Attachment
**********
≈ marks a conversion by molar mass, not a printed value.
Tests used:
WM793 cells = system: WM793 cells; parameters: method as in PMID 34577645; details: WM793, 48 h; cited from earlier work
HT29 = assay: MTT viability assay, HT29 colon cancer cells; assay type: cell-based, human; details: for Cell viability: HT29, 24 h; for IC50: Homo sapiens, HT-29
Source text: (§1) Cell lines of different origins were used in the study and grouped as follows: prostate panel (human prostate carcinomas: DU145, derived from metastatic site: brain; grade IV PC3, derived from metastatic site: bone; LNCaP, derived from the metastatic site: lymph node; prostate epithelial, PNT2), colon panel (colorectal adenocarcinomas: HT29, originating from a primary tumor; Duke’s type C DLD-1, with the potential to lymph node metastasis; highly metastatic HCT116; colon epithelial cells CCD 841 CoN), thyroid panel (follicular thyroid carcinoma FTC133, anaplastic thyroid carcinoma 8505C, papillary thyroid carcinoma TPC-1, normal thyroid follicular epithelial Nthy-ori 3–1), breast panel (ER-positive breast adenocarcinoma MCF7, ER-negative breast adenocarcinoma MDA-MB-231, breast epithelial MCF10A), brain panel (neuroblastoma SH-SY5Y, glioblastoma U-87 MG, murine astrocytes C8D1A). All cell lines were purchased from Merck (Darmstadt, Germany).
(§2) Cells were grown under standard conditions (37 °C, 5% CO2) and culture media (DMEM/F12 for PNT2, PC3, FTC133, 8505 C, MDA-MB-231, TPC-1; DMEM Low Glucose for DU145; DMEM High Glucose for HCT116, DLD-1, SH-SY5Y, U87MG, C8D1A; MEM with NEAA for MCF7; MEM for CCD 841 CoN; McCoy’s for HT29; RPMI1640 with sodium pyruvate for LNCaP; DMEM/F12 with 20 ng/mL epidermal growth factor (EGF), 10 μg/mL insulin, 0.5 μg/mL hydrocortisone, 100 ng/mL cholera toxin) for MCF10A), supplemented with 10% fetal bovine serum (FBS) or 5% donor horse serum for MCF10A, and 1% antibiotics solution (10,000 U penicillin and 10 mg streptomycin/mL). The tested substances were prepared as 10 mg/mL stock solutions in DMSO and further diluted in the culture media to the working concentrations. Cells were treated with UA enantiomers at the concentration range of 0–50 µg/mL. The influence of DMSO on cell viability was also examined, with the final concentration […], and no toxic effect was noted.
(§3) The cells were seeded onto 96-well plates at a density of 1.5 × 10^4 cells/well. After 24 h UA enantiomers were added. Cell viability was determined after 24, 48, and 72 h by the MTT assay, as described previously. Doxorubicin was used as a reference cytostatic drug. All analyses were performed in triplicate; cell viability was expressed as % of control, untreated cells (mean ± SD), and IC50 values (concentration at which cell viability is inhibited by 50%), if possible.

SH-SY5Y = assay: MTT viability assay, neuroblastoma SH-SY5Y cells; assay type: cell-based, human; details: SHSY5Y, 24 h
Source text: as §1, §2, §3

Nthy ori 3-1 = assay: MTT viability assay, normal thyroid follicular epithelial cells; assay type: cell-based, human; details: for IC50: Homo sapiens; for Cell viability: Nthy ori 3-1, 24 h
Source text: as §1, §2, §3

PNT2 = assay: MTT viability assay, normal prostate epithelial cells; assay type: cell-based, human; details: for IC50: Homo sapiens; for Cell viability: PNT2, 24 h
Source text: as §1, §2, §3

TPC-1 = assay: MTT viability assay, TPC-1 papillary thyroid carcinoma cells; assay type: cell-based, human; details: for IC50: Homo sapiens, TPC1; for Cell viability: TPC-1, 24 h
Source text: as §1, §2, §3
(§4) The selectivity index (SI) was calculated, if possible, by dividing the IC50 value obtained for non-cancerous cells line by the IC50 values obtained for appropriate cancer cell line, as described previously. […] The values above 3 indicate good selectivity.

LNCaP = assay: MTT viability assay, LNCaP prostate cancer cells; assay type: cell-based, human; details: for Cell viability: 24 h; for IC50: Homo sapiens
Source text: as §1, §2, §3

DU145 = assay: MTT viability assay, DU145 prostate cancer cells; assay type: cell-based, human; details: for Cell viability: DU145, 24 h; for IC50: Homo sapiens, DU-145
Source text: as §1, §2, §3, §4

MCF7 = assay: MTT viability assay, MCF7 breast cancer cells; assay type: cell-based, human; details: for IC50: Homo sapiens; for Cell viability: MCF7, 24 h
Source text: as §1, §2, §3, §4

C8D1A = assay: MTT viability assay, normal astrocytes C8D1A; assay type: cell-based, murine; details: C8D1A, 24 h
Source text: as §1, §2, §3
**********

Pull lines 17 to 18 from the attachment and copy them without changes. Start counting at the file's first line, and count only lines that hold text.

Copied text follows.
LNCaP = assay: MTT viability assay, LNCaP prostate cancer cells; assay type: cell-based, human; details: for Cell viability: 24 h; for IC50: Homo sapiens
Source text: as §1, §2, §3